Resize Changes in Intel® IPP 7.1

Image resize has been upgraded in Intel® IPP 7.1. There are several differences between the new resize, ippiResizeSqrPixel (Intel® IPP 7.0), and ippiResize (previous versions).

Benefits of the new resize approach include:

  • Smaller footprint: ippiResizeSqrPixel can add several MB to executable size when linked statically. This is because all interpolation mode pathways are in the same function. Interpolation mode for ippiResizeSqrPixel is chosen with a variable (which could change at runtime, though in practice this rarely happens) so at compile time all interpolation modes must be included. The new resize uses different functions for each interpolation method, and each function is significantly smaller.
    • ippiResizeCubic
    • ippiResizeLanczos
    • ippiResizeLinear
    • ippiResizeNearest
    • ippiResizeSuper

  • Multiple use optimizations: the ippiResize* functions use a IppiResizeSpec buffer to hold coefficients that can be pre-calculated. So, for cases where the same input and output resolutions will be used multiple times this avoids the overhead of recalculating for each iteration.

  • Better support for tiling and threading. While ippiResizeSqrPixel can be used in tiling scenarios the use model was not as easy as it could be. The new resize functions are designed to make this easier.

The new resize functions continue the trend of externalizing memory allocations and control seen in Intel® IPP 7.0 and earlier to give you the best performance possible. The old ippiResize interface was self contained, in that it could be called with only the source and destination buffers. For ippiResizeSqrPixel a single external buffer is required. The new resize functions in Intel® IPP 7.1 use two external buffers.

To illustrate (please note: this resize method has been removed in Intel® IPP 7.1) here is the old resize:

    ippiResize_8u_C1R(pSrc, srcsize, stridesrc_8u, srcRoi, pDst, stridedst_8u, dstsize,
                      wratio, hratio, IPPI_INTER_LANCZOS);

The ippiResizeSqrPixel interface added external management of a working buffer:

    ippiResizeGetBufSize(srcRoi, dstRoi, nChannel, IPPI_INTER_LANCZOS, &bufSize2 );
    pBuffer= ippsMalloc_8u(bufSize2 ); 
    ippiResizeSqrPixel_8u_C1R(pSrc, srcsize, stridesrc_8u,
                              srcRoi, pDst, stridedst_8u, dstRoi, 
                              wratio, hratio, 0.0, 0.0, IPPI_INTER_LANCZOS,

In the new resize an additional IppiResizeSpec_32f buffer is added. This allows coefficients to be pre-calculated, which offers performance benefits in two ways. First, re-calculating them can be avoided if the same combination of input and output resolution will be reused. A common scenario is video frame processing, where the same combination of resolutions may be used thousands of times. Second, this is part of improved threading support. Coefficients may be pre-calculated instead of repeating these operations in each thread.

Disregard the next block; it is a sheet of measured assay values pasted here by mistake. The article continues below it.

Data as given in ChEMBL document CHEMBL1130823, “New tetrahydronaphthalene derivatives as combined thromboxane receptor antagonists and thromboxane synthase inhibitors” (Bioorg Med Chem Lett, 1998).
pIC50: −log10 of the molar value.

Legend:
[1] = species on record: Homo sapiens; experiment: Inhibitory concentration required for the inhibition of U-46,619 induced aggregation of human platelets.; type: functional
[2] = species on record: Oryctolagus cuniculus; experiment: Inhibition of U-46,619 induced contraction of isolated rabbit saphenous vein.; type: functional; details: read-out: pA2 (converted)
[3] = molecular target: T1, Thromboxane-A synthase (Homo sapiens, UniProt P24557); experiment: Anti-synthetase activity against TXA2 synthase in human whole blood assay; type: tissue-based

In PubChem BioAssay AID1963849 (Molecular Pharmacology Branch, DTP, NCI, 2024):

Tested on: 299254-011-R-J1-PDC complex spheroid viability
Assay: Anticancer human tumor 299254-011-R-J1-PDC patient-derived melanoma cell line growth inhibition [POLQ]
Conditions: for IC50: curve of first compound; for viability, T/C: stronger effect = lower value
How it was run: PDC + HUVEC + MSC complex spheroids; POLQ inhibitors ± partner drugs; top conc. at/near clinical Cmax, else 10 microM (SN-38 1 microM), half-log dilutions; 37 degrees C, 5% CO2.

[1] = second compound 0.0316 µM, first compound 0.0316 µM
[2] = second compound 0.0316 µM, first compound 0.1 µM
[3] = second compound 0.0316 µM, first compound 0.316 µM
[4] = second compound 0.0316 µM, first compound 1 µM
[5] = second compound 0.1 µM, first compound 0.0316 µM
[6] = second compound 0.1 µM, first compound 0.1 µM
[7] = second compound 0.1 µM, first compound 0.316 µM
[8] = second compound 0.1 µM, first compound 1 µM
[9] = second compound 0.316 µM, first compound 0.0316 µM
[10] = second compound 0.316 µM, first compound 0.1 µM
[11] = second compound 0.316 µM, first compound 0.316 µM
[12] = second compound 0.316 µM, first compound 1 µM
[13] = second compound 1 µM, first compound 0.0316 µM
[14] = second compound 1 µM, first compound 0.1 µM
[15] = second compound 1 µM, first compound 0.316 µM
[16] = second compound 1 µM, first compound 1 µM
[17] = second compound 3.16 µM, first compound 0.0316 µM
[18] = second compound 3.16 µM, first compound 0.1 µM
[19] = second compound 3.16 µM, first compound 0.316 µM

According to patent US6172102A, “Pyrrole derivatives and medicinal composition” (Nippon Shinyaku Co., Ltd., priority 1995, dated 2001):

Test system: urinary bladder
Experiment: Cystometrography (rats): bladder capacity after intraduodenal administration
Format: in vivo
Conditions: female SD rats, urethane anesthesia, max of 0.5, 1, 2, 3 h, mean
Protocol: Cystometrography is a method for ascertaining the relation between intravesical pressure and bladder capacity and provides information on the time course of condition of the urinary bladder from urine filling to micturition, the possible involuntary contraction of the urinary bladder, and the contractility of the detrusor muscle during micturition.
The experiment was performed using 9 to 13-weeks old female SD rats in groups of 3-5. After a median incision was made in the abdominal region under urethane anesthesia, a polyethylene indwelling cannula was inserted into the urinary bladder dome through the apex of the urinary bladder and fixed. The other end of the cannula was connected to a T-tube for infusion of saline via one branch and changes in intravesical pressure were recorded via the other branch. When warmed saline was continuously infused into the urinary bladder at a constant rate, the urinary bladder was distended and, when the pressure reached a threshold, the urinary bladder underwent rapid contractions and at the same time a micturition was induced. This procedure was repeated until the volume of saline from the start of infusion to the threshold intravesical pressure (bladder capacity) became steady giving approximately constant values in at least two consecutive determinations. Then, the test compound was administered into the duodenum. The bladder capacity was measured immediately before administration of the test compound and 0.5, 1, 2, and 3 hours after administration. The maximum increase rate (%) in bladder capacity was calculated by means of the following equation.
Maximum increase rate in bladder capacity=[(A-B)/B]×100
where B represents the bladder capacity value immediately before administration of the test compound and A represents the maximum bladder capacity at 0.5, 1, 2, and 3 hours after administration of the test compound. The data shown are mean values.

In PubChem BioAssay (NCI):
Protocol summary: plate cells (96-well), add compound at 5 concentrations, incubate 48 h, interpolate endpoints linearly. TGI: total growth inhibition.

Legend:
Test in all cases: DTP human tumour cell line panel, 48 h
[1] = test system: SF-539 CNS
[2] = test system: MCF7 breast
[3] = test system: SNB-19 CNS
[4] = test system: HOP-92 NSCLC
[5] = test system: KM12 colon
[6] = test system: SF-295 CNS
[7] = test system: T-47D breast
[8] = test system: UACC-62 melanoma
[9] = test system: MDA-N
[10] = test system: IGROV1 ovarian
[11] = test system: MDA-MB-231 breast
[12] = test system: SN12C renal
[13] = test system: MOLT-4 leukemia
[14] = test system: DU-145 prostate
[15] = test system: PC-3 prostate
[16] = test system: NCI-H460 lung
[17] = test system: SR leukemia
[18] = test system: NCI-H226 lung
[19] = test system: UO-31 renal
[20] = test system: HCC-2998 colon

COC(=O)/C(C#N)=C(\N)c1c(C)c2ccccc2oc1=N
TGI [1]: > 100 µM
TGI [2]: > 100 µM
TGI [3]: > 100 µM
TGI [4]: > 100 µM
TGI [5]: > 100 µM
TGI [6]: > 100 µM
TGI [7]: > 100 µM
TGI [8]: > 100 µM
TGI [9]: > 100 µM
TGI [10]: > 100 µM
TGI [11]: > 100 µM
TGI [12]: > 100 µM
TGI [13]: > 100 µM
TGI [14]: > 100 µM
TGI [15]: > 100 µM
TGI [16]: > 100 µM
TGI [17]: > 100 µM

// get working buffer sizes
    ippiResizeGetSize_8u(srcsize,dstsize,ippLanczos, 0, &specSize, &initSize);

    // allocate working buffers
    Ipp8u *pInitBuf=ippsMalloc_8u(initSize);
    IppiResizeSpec_32f* pSpec=(IppiResizeSpec_32f*)ippsMalloc_8u(specSize);
    ippiResizeLanczosInit_8u(srcsize, dstsize, numLobes, pSpec, pInitBuf);  
    Ipp8u* pBuffer=ippsMalloc_8u(bufSize);

    ippiResizeLanczos_8u_C1R(pSrc, stridesrc_8u,
                             pDst, stridedst_8u, 
                             dstOffset, dstsize,  
                             ippBorderRepl, 0,	
                             pSpec,  pBuffer);


For more complete information about compiler optimizations, see our Optimization Notice.

1 comment

George D.'s picture

Hi, I'm having some serious side effects after attempting to replace ippiResize_8u_C1R. The example doesn't mention wRatio and hRatio. Where are these parameters used in the new resize method? When I attempt the new method I just get the top left portion of my image at full resolution instead of the full image scaled to fit my display region. Any help appreciated.

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